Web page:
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02 May 2018 Photo Charl Devenish
South Campus UAP celebrates 27 years of access to education
Mr Francois Marais, Prof Kalie Strydom, Prof Daniella Coetzee (South Campus Principal), Prof Francis Petersen, Dr Nthabeleng Rammile (Vice-Chairperson of the UFS Council), and Dr Khotso Mokhele (Chancellor of the UFS).

More than 27 years ago, international funding from the Human Sciences Research Council and Anglo American was put to an unusual use for that time. Prof Kalie Strydom’s research unit at the University of the Free State (UFS) was tasked with reviewing how institutional missions would change in the new South Africa. Prof Strydom worked closely with surrounding communities in Bloemfontein to develop a bridging course which would help students who showed potential to access tertiary education, although they did not meet the requirements. His vision brought to birth the University Access Programme (UAP), as it is known today, which is hosted on the UFS South Campus, and is still providing unique access to higher-education institutions in South Africa.

People with a passion for human development
March 2018 saw the 27th anniversary of this remarkable initiative, which has given a second chance to over 18 000 students. Special guests at the event included Prof Strydom, Mr Francois Marais, and representatives from the Department of Higher Education and Training and Investec’s corporate social investment office.

Dr Sonja Loots, researcher in the UFS Centre for Teaching and Learning (CTL), singled out two key individuals in the formation of the UAP: Prof Kalie Strydom, who initiated the programme, and Mr Marais, who has been Director of the UAP since its inception. Dr Loots highlighted one of the driving forces behind Prof Strydom’s perseverance, vision, and determination with the UAP by quoting from an interview with him for an upcoming book on student access and success. He said, “It was a decision based on principle … to be part of the solution to a better country.”

Access and success still an issue today
In his presentation on the “Importance of Access”, Prof Francis Petersen, Rector and Vice-Chancellor of the UFS, pointed out the vital role of access in South Africa, especially the value it offers for the betterment of the country’s people. However, he said that student success is also an issue, and institutions need to be accountable for it. Quoting Prof John Martin of the University of Cape Town’s Faculty of Engineering, “We must be flexible on access, but robust on success.” Only by “closing the loop” in this way, can the UFS and other higher-education institutions ensure a valuable contribution to the economy of the country.

News Archive

Researcher in Plant Breeding one of nine women on the African continent to receive acknowledgement for work in food security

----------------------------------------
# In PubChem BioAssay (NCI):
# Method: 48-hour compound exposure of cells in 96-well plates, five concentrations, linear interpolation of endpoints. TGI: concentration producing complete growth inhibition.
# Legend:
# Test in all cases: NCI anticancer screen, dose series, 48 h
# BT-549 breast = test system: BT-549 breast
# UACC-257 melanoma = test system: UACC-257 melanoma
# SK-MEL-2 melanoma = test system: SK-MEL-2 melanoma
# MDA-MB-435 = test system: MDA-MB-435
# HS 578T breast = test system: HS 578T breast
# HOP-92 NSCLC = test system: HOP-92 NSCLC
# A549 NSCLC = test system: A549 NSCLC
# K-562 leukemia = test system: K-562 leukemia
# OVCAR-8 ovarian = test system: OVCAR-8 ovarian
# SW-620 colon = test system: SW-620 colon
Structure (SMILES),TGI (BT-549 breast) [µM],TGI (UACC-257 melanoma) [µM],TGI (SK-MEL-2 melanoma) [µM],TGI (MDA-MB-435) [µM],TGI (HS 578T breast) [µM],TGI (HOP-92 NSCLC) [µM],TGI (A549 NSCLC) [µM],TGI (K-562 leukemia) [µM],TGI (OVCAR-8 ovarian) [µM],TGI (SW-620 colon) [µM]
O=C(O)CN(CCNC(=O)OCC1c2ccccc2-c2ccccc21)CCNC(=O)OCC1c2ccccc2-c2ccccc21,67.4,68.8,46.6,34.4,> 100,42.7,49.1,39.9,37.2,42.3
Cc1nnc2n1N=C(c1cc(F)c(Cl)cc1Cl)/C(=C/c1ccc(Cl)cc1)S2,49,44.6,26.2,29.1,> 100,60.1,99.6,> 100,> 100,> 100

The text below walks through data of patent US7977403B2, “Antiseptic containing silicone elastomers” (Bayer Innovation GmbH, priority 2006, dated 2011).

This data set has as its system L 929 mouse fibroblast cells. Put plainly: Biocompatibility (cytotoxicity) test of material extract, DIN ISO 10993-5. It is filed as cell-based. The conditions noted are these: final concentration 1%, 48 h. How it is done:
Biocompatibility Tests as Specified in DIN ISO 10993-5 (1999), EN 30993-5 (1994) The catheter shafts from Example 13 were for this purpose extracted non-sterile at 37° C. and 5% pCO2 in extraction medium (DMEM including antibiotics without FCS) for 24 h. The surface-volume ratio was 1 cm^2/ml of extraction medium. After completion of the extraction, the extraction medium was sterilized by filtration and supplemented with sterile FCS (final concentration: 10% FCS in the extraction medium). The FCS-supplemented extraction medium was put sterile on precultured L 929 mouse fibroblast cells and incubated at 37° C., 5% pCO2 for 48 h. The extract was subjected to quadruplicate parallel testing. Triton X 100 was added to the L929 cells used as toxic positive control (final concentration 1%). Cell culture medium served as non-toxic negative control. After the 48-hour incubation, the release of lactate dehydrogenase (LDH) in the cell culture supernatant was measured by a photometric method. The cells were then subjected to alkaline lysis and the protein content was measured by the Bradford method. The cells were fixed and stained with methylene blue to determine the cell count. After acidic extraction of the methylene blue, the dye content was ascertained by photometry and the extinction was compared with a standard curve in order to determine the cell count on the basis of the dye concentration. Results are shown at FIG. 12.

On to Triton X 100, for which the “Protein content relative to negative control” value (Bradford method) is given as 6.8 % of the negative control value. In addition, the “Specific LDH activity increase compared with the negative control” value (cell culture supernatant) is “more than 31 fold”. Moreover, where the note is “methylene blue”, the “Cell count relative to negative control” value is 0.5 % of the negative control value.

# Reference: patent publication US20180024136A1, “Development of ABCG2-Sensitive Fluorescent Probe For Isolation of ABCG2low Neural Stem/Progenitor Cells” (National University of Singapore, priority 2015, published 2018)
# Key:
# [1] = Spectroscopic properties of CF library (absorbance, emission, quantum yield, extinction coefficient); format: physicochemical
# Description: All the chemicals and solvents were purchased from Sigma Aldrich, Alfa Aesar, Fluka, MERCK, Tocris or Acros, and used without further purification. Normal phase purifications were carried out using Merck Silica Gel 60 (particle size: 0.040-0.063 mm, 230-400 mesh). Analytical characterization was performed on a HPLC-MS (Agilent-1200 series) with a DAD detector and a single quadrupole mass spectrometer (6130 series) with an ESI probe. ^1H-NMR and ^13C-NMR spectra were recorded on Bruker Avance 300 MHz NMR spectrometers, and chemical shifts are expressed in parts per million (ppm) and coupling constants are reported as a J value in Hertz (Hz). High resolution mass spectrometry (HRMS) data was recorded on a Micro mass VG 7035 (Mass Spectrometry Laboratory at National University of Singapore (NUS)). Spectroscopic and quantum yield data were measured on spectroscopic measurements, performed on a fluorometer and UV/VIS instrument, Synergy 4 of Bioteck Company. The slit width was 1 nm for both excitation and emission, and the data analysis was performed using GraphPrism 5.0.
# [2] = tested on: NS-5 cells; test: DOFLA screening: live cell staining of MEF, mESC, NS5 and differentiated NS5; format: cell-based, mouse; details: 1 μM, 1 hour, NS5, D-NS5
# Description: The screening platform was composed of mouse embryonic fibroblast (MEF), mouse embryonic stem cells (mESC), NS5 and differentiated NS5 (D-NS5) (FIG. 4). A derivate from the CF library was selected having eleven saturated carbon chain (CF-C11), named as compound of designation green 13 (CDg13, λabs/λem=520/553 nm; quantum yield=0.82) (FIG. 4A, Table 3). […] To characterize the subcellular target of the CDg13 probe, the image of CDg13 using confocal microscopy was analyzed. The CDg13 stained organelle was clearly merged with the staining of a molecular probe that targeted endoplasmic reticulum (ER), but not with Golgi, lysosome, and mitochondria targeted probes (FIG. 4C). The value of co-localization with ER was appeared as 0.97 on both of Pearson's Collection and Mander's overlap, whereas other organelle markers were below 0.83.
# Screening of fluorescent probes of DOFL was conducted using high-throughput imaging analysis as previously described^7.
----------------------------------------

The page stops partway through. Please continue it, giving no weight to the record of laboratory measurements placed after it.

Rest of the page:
2015-08-04

 
 Prof Maryke Labuschagne

Prof Maryke Labuschagne, Plant Breeding researcher in the Department of Plant Sciences at the University of the Free State (UFS), is one of only nine women on the African continent to receive the prestigious ‘Country Lifetime Achiever Award’ from Africa’s Most Influential Women in Business and Government Programme (MIW) this year.

During a breakfast event, CEO Communications recognised the Most Influential Women in SADC South who are Building Nations. The event took place at the Vodacom Dome in Midrand on 28 July 2015.

She received the award for her commitment and continuous contributions to food security. “I am concerned about this. We need to develop people who can go into Africa to work together for food security on the continent,” says Prof Labuschagne.

Prof Labuschagne
and her students’ research focuses on the genetic improvement of food security crops in Africa, including such staples as maize and cassava. “These crops are genetically improved for yield, drought tolerance, disease, and insect resistance, as well nutritional value.”

“Food security is one of the key factors for stability and prosperity on the continent,” she says.

Apart from the fact that her research is helping to provide food for thousands of people on the continent, she is also an NRF-rated researcher, and author or co-author of over 160 articles in accredited journals.

This is not the firstaward that Prof Labuschagne has received for her work. In 2008, she was chosen as the National Agriculturalist of the Year by the Agricultural Writers Association of South Africa. In 2012, she received the Researcher of the Year award from Grain South Africa, as well as the African Union’s Kwame Nkrumah Science Award for Life Sciences on the continent. 

The Country Lifetime Achiever Award is a prestigious award that recognises and honours the lifelong efforts, achievements, and contributions by individuals in their local communities. This recognition covers all sectors and countries, to create a platform where the work and involvement of extraordinary people can be displayed and noted.

About the award, Prof Labuschagne says: “It is always great to be recognised for your work.”

Elana Meyer (athlete) and Thuli Madonsela (Public Protector and advocate) have also received awards from the programme this year.

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